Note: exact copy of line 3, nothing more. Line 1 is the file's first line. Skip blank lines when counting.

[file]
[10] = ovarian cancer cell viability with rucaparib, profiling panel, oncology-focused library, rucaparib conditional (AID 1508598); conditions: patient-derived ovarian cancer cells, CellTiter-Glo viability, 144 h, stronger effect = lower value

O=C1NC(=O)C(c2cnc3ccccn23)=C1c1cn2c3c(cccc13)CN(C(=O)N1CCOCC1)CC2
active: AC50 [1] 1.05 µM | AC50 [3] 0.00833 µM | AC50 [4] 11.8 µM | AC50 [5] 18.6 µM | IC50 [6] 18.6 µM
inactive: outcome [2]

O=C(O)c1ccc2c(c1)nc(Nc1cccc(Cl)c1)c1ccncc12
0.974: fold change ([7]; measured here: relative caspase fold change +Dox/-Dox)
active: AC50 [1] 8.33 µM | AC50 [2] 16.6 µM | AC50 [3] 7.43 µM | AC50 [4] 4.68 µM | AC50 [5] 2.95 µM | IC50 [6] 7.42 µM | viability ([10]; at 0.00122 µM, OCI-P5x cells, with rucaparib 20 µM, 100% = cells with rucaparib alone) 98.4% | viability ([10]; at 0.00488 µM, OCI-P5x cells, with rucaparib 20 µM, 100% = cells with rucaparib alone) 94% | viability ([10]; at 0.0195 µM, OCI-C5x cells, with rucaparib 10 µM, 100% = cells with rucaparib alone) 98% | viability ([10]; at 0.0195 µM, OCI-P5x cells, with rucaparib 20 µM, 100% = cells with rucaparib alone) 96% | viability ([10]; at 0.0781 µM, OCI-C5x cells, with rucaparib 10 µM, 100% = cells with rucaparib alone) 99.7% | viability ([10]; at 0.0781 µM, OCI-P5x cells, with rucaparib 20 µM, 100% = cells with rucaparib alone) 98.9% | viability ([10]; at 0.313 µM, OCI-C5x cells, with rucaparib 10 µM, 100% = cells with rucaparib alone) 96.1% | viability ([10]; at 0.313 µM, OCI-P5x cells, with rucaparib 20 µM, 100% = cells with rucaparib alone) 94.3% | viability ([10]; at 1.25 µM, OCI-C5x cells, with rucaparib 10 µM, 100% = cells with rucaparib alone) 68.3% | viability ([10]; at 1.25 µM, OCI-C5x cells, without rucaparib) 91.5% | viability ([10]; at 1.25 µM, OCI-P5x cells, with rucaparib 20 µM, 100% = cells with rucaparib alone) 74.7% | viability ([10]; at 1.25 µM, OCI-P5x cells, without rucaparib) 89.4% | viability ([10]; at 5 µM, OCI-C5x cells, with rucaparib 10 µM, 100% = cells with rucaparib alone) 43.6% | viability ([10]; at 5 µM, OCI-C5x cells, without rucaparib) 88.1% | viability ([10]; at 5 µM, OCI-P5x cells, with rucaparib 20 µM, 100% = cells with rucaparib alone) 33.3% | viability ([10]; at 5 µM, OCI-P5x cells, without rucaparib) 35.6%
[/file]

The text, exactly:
active: AC50 [1] 1.05 µM | AC50 [3] 0.00833 µM | AC50 [4] 11.8 µM | AC50 [5] 18.6 µM | IC50 [6] 18.6 µM